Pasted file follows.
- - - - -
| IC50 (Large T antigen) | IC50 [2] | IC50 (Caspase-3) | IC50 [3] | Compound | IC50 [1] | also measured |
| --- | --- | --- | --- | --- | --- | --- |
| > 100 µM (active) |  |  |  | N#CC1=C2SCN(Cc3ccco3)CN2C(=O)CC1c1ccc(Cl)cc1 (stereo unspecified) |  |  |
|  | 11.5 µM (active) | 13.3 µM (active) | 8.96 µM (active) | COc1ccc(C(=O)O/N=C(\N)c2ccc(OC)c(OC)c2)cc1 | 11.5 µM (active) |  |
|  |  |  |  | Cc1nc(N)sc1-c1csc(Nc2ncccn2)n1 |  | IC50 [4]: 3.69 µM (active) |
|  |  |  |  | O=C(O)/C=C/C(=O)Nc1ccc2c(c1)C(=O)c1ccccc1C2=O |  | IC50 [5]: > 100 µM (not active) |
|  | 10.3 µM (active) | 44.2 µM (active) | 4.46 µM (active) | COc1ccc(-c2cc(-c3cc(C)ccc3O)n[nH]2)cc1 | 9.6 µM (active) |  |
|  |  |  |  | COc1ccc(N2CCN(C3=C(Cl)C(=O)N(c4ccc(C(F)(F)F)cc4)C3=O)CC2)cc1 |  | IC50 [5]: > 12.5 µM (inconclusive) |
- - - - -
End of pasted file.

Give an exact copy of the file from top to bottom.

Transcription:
| IC50 (Large T antigen) | IC50 [2] | IC50 (Caspase-3) | IC50 [3] | Compound | IC50 [1] | also measured |
| --- | --- | --- | --- | --- | --- | --- |
| > 100 µM (active) |  |  |  | N#CC1=C2SCN(Cc3ccco3)CN2C(=O)CC1c1ccc(Cl)cc1 (stereo unspecified) |  |  |
|  | 11.5 µM (active) | 13.3 µM (active) | 8.96 µM (active) | COc1ccc(C(=O)O/N=C(\N)c2ccc(OC)c(OC)c2)cc1 | 11.5 µM (active) |  |
|  |  |  |  | Cc1nc(N)sc1-c1csc(Nc2ncccn2)n1 |  | IC50 [4]: 3.69 µM (active) |
|  |  |  |  | O=C(O)/C=C/C(=O)Nc1ccc2c(c1)C(=O)c1ccccc1C2=O |  | IC50 [5]: > 100 µM (not active) |
|  | 10.3 µM (active) | 44.2 µM (active) | 4.46 µM (active) | COc1ccc(-c2cc(-c3cc(C)ccc3O)n[nH]2)cc1 | 9.6 µM (active) |  |
|  |  |  |  | COc1ccc(N2CCN(C3=C(Cl)C(=O)N(c4ccc(C(F)(F)F)cc4)C3=O)CC2)cc1 |  | IC50 [5]: > 12.5 µM (inconclusive) |